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Intraoperative capsule protection can reduce the potential risk of adjacent segment degeneration acceleration biomechanically: an in silico study



The capsule of the zygapophyseal joint plays an important role in motion segmental stability maintenance. Iatrogenic capsule injury is a common phenomenon in posterior approach lumbar interbody fusion operations, but whether this procedure will cause a higher risk of adjacent segment degeneration acceleration biomechanically has yet to be identified.


Posterior lumbar interbody fusion (PLIF) with different grades of iatrogenic capsule injury was simulated in our calibrated and validated numerical model. By adjusting the cross-sectional area of the capsule, different grades of capsule injury were simulated. The stress distribution on the cranial motion segment was computed under different loading conditions to judge the potential risk of adjacent segment degeneration acceleration.


Compared to the PLIF model with an intact capsule, a stepwise increase in the stress value on the cranial motion segment can be observed with a step decrease in capsule cross-sectional areas. Moreover, compared to the difference between models with intact and slightly injured capsules, the difference in stress values was more evident between models with slight and severe iatrogenic capsule injury.


Intraoperative capsule protection can reduce the potential risk of adjacent segment degeneration acceleration biomechanically, and iatrogenic capsule damage on the cranial motion segment should be reduced to optimize patients’ long-term prognosis.


Lumbar degenerative disease (LDD) is a common disease in elderly patients [1, 2]. With the increasing aging tendency in our country, the population base of the disease is step expanding [3, 4]. Degenerative changes in intervertebral disks (IVD) and zygapophyseal joints (ZJ) are the main pathological changes in LDD patients, and biomechanical deterioration initially triggers degeneration of these structures [5, 6]. Posterior approach lumbar interbody fusion (PLIF) is an effective method for the treatment of LDD [7, 8]. Adjacent segment disease (ASD) is a common postoperative complication. Related clinical symptom recurrence and revision surgery are the main triggers for poor long-term prognosis and social–economic burden [9, 10]. As a special kind of LDD, biomechanical deterioration caused by improper intraoperative procedures is also the initial trigger for ASD [9, 11]. In contrast, the optimization of surgical strategies may effectively reduce the risk of ASD by alleviating biomechanical deterioration [12, 13].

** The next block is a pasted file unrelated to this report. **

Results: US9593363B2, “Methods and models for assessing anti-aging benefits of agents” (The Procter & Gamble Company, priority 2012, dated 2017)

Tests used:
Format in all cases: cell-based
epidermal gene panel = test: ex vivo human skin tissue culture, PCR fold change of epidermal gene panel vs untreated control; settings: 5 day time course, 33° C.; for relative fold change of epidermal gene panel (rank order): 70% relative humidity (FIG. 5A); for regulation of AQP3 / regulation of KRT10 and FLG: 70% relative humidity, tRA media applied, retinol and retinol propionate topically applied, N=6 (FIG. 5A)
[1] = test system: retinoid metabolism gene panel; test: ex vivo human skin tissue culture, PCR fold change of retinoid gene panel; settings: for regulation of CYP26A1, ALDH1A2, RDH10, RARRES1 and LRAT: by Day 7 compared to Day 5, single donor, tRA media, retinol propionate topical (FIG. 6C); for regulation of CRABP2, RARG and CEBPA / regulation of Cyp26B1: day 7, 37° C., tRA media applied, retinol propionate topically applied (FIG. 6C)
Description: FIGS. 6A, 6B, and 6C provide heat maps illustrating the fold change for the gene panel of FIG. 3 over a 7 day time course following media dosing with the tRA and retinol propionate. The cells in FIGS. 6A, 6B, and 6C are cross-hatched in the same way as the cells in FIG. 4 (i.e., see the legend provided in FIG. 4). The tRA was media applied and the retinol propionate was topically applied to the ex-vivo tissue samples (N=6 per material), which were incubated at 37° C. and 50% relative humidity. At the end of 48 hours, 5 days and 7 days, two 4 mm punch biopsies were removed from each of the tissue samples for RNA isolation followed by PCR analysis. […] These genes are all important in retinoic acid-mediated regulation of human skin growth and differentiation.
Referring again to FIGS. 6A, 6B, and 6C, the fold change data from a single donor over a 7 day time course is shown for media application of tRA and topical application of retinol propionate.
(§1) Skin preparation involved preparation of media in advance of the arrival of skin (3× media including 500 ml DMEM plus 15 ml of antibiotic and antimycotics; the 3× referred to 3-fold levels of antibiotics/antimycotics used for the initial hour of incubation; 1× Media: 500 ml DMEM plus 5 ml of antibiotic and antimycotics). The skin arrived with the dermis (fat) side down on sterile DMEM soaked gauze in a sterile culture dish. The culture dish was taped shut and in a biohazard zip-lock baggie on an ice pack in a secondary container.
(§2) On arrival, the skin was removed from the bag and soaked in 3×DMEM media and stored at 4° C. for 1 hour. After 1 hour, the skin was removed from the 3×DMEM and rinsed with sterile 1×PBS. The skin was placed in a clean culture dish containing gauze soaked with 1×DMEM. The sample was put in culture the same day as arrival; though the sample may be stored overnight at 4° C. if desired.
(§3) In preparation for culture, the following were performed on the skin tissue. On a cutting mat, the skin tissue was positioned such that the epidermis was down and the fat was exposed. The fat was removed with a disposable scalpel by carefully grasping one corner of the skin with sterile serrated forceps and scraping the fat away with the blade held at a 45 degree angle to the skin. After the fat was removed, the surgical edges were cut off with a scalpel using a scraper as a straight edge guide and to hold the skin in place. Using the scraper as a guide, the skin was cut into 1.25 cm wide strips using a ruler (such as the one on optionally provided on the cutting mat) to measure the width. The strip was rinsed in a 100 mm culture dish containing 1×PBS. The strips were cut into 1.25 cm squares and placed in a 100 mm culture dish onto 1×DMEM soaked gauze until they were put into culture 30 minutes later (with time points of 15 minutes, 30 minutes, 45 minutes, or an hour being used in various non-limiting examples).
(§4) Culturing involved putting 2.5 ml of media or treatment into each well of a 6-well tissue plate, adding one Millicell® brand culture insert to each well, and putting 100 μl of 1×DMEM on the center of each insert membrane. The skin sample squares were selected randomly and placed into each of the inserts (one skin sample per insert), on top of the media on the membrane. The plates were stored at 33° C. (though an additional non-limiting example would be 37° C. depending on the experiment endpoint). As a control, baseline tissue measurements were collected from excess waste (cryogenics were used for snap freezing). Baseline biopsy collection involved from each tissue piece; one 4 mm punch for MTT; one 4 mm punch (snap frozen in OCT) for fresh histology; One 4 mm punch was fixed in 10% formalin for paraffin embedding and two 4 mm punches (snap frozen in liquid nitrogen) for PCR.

The lumbar spine is a complex structure consisting of various active and passive motion structures. The capsule of ZJ is an important structure for restricting the motion ranges in a special motion segment [14, 15]. Therefore, damage to the capsule may trigger segmental instability and resulting degeneration acceleration [16, 17]. To full exposure the pedicle screw insertion point, some surgeons completely destroy the dorsal side of the capsule [18, 19]. Based on above foundations, we hypothesize that iatrogenic capsule injury may trigger a higher risk of ASD, but this topic has yet to be identified in published studies. To verify this hypothesis, the biomechanical significance of capsule protection in the PLIF operation was validated by numerical mechanical simulations. To ensure the credibility of computed results, the model used in surgical simulations was calibrated and validated by comparing computed stress and motility characteristics values and mechanical tested values in published studies. To our knowledge, this was the first study to identify this topic.

Material and methods

Construction of the intact model